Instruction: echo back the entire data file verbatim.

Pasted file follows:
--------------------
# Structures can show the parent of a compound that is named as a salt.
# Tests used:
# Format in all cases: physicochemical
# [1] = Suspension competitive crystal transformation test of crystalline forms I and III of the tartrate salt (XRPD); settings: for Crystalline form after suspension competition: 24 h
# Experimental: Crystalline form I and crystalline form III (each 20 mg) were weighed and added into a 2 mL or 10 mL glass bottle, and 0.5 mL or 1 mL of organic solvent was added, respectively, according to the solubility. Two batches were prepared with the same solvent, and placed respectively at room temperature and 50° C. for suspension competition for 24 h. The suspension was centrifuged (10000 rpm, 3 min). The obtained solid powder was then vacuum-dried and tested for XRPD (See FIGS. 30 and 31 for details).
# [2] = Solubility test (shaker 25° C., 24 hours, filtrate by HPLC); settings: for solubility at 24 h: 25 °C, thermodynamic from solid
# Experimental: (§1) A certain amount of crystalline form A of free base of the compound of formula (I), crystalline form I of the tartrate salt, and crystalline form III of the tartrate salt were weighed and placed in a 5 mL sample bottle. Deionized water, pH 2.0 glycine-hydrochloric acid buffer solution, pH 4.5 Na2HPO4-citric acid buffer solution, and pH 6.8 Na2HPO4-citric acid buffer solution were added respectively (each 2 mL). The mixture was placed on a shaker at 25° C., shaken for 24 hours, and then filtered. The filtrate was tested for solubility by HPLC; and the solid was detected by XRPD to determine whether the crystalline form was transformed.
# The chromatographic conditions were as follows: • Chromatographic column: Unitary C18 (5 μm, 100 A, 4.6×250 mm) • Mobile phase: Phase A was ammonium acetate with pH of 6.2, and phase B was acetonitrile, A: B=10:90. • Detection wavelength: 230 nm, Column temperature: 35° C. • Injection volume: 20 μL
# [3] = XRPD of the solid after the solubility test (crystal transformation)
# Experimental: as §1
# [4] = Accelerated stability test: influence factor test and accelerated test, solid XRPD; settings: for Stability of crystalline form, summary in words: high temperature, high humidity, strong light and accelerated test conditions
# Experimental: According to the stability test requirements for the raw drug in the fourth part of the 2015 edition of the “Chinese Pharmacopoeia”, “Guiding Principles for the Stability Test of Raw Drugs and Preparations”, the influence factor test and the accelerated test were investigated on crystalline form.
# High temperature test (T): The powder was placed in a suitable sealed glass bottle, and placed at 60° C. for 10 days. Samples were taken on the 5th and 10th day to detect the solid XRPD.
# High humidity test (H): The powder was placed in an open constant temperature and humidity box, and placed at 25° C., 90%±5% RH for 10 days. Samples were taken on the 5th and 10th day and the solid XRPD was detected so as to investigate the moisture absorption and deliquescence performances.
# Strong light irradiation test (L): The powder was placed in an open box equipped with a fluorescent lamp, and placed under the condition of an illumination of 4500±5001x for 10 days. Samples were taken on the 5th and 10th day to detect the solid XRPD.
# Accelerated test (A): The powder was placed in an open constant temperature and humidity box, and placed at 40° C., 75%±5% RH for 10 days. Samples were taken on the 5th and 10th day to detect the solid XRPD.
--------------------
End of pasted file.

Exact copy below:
# Structures can show the parent of a compound that is named as a salt.
# Tests used:
# Format in all cases: physicochemical
# [1] = Suspension competitive crystal transformation test of crystalline forms I and III of the tartrate salt (XRPD); settings: for Crystalline form after suspension competition: 24 h
# Experimental: Crystalline form I and crystalline form III (each 20 mg) were weighed and added into a 2 mL or 10 mL glass bottle, and 0.5 mL or 1 mL of organic solvent was added, respectively, according to the solubility. Two batches were prepared with the same solvent, and placed respectively at room temperature and 50° C. for suspension competition for 24 h. The suspension was centrifuged (10000 rpm, 3 min). The obtained solid powder was then vacuum-dried and tested for XRPD (See FIGS. 30 and 31 for details).
# [2] = Solubility test (shaker 25° C., 24 hours, filtrate by HPLC); settings: for solubility at 24 h: 25 °C, thermodynamic from solid
# Experimental: (§1) A certain amount of crystalline form A of free base of the compound of formula (I), crystalline form I of the tartrate salt, and crystalline form III of the tartrate salt were weighed and placed in a 5 mL sample bottle. Deionized water, pH 2.0 glycine-hydrochloric acid buffer solution, pH 4.5 Na2HPO4-citric acid buffer solution, and pH 6.8 Na2HPO4-citric acid buffer solution were added respectively (each 2 mL). The mixture was placed on a shaker at 25° C., shaken for 24 hours, and then filtered. The filtrate was tested for solubility by HPLC; and the solid was detected by XRPD to determine whether the crystalline form was transformed.
# The chromatographic conditions were as follows: • Chromatographic column: Unitary C18 (5 μm, 100 A, 4.6×250 mm) • Mobile phase: Phase A was ammonium acetate with pH of 6.2, and phase B was acetonitrile, A: B=10:90. • Detection wavelength: 230 nm, Column temperature: 35° C. • Injection volume: 20 μL
# [3] = XRPD of the solid after the solubility test (crystal transformation)
# Experimental: as §1
# [4] = Accelerated stability test: influence factor test and accelerated test, solid XRPD; settings: for Stability of crystalline form, summary in words: high temperature, high humidity, strong light and accelerated test conditions
# Experimental: According to the stability test requirements for the raw drug in the fourth part of the 2015 edition of the “Chinese Pharmacopoeia”, “Guiding Principles for the Stability Test of Raw Drugs and Preparations”, the influence factor test and the accelerated test were investigated on crystalline form.
# High temperature test (T): The powder was placed in a suitable sealed glass bottle, and placed at 60° C. for 10 days. Samples were taken on the 5th and 10th day to detect the solid XRPD.
# High humidity test (H): The powder was placed in an open constant temperature and humidity box, and placed at 25° C., 90%±5% RH for 10 days. Samples were taken on the 5th and 10th day and the solid XRPD was detected so as to investigate the moisture absorption and deliquescence performances.
# Strong light irradiation test (L): The powder was placed in an open box equipped with a fluorescent lamp, and placed under the condition of an illumination of 4500±5001x for 10 days. Samples were taken on the 5th and 10th day to detect the solid XRPD.
# Accelerated test (A): The powder was placed in an open constant temperature and humidity box, and placed at 40° C., 75%±5% RH for 10 days. Samples were taken on the 5th and 10th day to detect the solid XRPD.